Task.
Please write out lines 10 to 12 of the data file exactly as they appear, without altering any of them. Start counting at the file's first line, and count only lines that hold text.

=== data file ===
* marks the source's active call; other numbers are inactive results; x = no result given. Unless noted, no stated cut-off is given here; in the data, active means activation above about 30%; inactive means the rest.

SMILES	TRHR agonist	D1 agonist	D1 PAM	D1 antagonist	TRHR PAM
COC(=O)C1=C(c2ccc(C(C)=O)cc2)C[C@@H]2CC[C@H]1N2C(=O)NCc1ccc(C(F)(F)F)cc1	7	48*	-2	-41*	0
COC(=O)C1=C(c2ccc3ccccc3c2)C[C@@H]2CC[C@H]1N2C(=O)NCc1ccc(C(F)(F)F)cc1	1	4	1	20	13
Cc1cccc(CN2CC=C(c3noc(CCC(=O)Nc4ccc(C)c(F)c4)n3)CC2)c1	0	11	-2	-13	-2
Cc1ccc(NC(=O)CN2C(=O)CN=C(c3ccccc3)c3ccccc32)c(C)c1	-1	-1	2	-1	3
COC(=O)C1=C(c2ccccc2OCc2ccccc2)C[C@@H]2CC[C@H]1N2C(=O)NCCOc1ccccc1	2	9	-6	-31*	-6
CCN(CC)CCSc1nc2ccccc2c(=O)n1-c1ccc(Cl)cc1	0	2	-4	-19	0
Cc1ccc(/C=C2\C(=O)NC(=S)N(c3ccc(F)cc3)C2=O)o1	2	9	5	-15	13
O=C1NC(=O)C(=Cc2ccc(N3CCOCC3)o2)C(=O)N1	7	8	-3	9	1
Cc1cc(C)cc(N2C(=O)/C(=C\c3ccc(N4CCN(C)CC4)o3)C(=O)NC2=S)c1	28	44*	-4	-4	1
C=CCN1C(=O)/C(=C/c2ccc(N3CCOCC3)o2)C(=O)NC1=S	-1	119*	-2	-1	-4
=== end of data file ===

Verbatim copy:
O=C1NC(=O)C(=Cc2ccc(N3CCOCC3)o2)C(=O)N1	7	8	-3	9	1
Cc1cc(C)cc(N2C(=O)/C(=C\c3ccc(N4CCN(C)CC4)o3)C(=O)NC2=S)c1	28	44*	-4	-4	1
C=CCN1C(=O)/C(=C/c2ccc(N3CCOCC3)o2)C(=O)NC1=S	-1	119*	-2	-1	-4